Ever since its unprecedented skyward growth in the late 19th and early 20th centuries, Manhattan has been an icon of construction all over the world, with recent estimates concluding that the island contains some 47,000 buildings. However, as with all construction, completed projects are just the tip of the architectural iceberg; Manhattan is also the home of many thousands of unloved, incomplete, and downright impossible proposals that never made it big in the Big Apple.
Of course, the challenges of New York are indiscriminate, and even world-renowned architects often have difficulties building in the city. After the break, we take a look at just three of these proposals, by Antoni Gaudí, Frank Lloyd Wright and Frank Gehry, courtesy of 6sqft.
Designed by Gaudí in 1908 and only uncovered by a 1956 report by Gaudí's collaborator Joan Matamala, the details of the colossal "Hotel Attraction" project are largely mysterious, with the client and exact site for the project remaining unknown. What is known though is that the project was intended for Southern Manhattan and planned to be 360 meters tall, which had it been constructed would have secured the Hotel Attraction the title of world's tallest right up until the completion in 1931 of the Empire State Building (although this may be purely academic, considering that the only project by Gaudí of comparable size is still under construction 133 years later).
Of Gaudí's original drawings, only some basic sketches and interior drawings remain, but the design has been given new life repeatedly over the years: first by Matamala's drawing (top image, right) which he produced for his report; then again by a group of Spanish architects who submitted the design for the rebuilding of the World Trade Center site; finally the design received an outing in the 2010 television series Fringe, where it poignantly forms a major part of the New York skyline in an alternate reality similar to, but ultimately different from our own.
Through proposals such as Broadacre City Frank Lloyd Wright made it clear that he was no advocate of urban density, however this didn't prevent him from courting a piece of Manhattan's construction action. Decades before he completed his seminal Guggenheim building, Wright proposed a trio of towers to surround St. Mark’s Church-in-the-Bowery. He attempted to leave space between the new buildings to provide park space, and to preserve the church on the site.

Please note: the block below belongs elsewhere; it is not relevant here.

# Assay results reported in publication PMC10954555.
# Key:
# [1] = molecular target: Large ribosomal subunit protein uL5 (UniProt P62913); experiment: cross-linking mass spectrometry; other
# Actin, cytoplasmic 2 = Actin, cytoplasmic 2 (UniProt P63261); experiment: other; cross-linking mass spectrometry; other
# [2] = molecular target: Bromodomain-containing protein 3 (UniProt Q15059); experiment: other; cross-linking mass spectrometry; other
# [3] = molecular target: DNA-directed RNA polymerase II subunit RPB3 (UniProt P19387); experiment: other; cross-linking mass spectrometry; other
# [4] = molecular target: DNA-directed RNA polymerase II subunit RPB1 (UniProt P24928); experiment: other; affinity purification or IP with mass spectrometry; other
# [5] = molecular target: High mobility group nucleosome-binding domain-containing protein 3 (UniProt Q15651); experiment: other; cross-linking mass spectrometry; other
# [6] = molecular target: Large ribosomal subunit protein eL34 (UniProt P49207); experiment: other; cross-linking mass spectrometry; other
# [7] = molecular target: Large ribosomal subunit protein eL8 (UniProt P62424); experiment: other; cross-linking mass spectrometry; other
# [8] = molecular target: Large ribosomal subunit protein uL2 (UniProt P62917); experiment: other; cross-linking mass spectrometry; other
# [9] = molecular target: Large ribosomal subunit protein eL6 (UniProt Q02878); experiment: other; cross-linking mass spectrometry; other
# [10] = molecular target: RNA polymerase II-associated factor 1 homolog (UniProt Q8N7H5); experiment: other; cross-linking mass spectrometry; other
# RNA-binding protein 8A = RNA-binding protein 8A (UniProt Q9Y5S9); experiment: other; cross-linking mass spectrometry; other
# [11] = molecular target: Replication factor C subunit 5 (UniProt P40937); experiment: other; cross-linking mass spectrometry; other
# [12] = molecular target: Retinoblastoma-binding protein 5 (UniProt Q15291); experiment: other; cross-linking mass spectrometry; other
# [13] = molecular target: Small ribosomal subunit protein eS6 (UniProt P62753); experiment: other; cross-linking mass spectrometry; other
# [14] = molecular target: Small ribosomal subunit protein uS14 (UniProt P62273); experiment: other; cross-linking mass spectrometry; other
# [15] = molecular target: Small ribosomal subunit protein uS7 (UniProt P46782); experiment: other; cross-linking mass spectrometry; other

The design is also the first appearance of Wright's innovative "taproot" structural system for tall buildings in which the floors are cantilevered off of the central core instead of being supported by columns, freeing up the building's facade. At the time, this system was striking enough that the press lauded it as "New York's first all-glass building." The design feature would also make it into both of Wright's completed highrise buildings: the Research Tower for Johnson Wax and the Price Building in Bartlesville, Oklahoma.
Riding high on the spectacular success of the Guggenheim Bilbao, in the early 2000s both Frank Gehry and the Guggenheim Foundation were looking to capitalize on what appeared to be a winning formula. The result was this plan for a new Guggenheim Museum on the East River, a 40-story tall sprawling titanium behemoth with 200,000 square feet of exhibition space which would dwarf not only the original museum by Wright but also its new Spanish cousin.
Eventually though, the ambitious proposal became the victim of both financial troubles at the Guggenheim and of the changed political and cultural climate after the September 11th attacks. Instead, the site is now the subject of a plan by SHoP Architects, who have proposed a tower which sits less conspicuously among the Manhattan skyline.